A Painful Diagnosis

It is no secret that evil has a terrible impact on our world.  Innocent people are killed.  Violence goes unchecked.  Fellow human beings go to war with each other.  Trying to list specific acts of evil from the news seems like it would fill the page, while not paying enough respect to any of the individual victims.

From a Biblical perspective, this doesn’t look like what Jesus taught as the way that we human beings should live.  While on earth, He brought life, rather than taking life.  He made sick people whole, and brought peace to those who were consumed by evil spirits.  Even though He was righteously angry at those who corrupted the teachings of God, He did not vent his anger in a sinful matter, nor did He let sin get the best of Him.

Continuing in that Biblical perspective, a few questions occur to me:

  • How many of the evil acts on our world are brought by demon-possession?  What number of mass-killers, bombers, and violators of human dignity have given their lives over to Satan?  When I see how many of these people take their own lives, I wonder if they are the final victims of a life led by the evil one, who seeks the destruction of those that God cares about.
  • How many more heinous actions result from belief in the lies of the deceiver?  External temptation can never be used as an excuse for a human being’s choice to sin (see 1 Corinthians 10:13).  The right answer is always an option, but when people – including followers of Jesus – continue to believe the lies that come from the father of lies (that is, the devil, who is not a fictional character, but rather a real being who has chosen to seek out the destruction of humankind), they fill up on a mental diet of poison and corruption, which comes out in their actions.
  • And, if evil does persist in the world from a combination of evil forces, along with human weaknesses and selfishness, would our solutions look different?  To be clear, I’m not suggesting that a civilized society shouldn’t have rules and laws, and I understand that God places authorities (like governments) in place for a reason.  But, in addition to keeping weapons out of the wrong hands, teaching the vulnerable in our midst to defend themselves and to make smart choices, and standing up for those who are at risk of harm…is there a deeper source of evil that will always seek a way around the boundaries of a community’s rules and guards?  Should we confront the underlying sources of evil as we seek to root it out, rather than only addressing the symptoms?  How much better to point someone to the life change that Jesus offers, and make a good citizen out of one who was heading down the wrong path, than to merely catch them just before they destroy the lives of others?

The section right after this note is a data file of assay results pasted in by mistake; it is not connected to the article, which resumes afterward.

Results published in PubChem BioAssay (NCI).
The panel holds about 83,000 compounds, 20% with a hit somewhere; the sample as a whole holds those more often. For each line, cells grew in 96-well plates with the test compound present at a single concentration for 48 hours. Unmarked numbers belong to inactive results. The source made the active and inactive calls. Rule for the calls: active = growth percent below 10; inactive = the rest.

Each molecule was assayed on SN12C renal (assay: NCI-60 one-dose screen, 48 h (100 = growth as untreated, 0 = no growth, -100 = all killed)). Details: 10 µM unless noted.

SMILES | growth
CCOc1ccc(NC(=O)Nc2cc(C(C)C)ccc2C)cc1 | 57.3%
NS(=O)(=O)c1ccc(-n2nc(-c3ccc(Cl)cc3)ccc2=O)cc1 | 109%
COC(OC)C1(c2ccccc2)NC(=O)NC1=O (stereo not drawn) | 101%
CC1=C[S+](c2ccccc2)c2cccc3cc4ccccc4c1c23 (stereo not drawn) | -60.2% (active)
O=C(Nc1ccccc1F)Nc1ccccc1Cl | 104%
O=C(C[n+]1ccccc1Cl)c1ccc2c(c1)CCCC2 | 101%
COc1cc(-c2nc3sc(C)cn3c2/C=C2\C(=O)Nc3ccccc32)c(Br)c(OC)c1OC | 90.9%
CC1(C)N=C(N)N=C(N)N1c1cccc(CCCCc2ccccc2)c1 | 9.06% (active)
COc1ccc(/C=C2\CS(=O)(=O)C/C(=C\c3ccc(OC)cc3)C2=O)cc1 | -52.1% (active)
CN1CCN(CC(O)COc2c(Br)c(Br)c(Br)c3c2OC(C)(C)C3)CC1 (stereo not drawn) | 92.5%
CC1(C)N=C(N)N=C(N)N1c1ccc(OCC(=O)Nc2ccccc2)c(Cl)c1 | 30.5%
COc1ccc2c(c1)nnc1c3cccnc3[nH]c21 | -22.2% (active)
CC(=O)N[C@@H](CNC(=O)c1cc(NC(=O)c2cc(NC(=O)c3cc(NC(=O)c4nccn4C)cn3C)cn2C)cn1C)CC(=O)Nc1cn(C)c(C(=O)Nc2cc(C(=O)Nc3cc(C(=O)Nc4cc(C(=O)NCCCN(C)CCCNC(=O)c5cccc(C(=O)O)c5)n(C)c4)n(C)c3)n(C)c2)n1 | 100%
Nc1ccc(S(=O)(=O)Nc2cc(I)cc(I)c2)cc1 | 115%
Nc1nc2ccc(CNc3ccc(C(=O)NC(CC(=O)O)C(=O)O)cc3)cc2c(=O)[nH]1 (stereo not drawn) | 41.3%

(Note that this article is written from a Western perspective, as I watch leaders in the Americas and Europe trying to fix problems with only legislation, punishments, and rhetoric.  I understand that many cultures elsewhere in the world are more aware of how people can be controlled by evil forces, compared to Western society in general.)